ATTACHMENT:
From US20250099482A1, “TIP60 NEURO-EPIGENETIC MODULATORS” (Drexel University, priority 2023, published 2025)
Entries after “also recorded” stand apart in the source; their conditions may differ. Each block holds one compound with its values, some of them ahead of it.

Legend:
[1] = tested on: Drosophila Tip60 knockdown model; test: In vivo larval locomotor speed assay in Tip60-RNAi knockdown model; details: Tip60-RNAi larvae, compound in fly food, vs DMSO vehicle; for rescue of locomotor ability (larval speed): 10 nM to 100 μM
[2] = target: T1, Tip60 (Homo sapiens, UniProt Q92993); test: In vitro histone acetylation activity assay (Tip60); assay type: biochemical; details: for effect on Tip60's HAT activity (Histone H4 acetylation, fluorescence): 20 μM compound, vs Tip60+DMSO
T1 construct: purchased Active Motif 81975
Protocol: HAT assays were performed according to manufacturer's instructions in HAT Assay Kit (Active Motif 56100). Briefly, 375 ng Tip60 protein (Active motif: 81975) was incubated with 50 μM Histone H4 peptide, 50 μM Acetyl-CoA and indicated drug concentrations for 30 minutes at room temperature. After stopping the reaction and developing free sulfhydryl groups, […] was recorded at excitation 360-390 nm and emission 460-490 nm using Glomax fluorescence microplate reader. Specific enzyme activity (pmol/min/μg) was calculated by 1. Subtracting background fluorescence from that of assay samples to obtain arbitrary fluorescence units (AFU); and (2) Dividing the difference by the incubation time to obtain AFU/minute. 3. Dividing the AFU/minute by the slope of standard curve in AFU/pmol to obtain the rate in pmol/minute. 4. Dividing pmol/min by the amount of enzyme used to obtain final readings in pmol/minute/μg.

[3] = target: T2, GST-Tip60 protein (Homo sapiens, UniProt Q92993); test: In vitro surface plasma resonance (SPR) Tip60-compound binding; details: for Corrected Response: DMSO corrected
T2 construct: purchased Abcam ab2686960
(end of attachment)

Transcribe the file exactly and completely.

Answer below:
From US20250099482A1, “TIP60 NEURO-EPIGENETIC MODULATORS” (Drexel University, priority 2023, published 2025)
Entries after “also recorded” stand apart in the source; their conditions may differ. Each block holds one compound with its values, some of them ahead of it.

Legend:
[1] = tested on: Drosophila Tip60 knockdown model; test: In vivo larval locomotor speed assay in Tip60-RNAi knockdown model; details: Tip60-RNAi larvae, compound in fly food, vs DMSO vehicle; for rescue of locomotor ability (larval speed): 10 nM to 100 μM
[2] = target: T1, Tip60 (Homo sapiens, UniProt Q92993); test: In vitro histone acetylation activity assay (Tip60); assay type: biochemical; details: for effect on Tip60's HAT activity (Histone H4 acetylation, fluorescence): 20 μM compound, vs Tip60+DMSO
T1 construct: purchased Active Motif 81975
Protocol: HAT assays were performed according to manufacturer's instructions in HAT Assay Kit (Active Motif 56100). Briefly, 375 ng Tip60 protein (Active motif: 81975) was incubated with 50 μM Histone H4 peptide, 50 μM Acetyl-CoA and indicated drug concentrations for 30 minutes at room temperature. After stopping the reaction and developing free sulfhydryl groups, […] was recorded at excitation 360-390 nm and emission 460-490 nm using Glomax fluorescence microplate reader. Specific enzyme activity (pmol/min/μg) was calculated by 1. Subtracting background fluorescence from that of assay samples to obtain arbitrary fluorescence units (AFU); and (2) Dividing the difference by the incubation time to obtain AFU/minute. 3. Dividing the AFU/minute by the slope of standard curve in AFU/pmol to obtain the rate in pmol/minute. 4. Dividing pmol/min by the amount of enzyme used to obtain final readings in pmol/minute/μg.

[3] = target: T2, GST-Tip60 protein (Homo sapiens, UniProt Q92993); test: In vitro surface plasma resonance (SPR) Tip60-compound binding; details: for Corrected Response: DMSO corrected
T2 construct: purchased Abcam ab2686960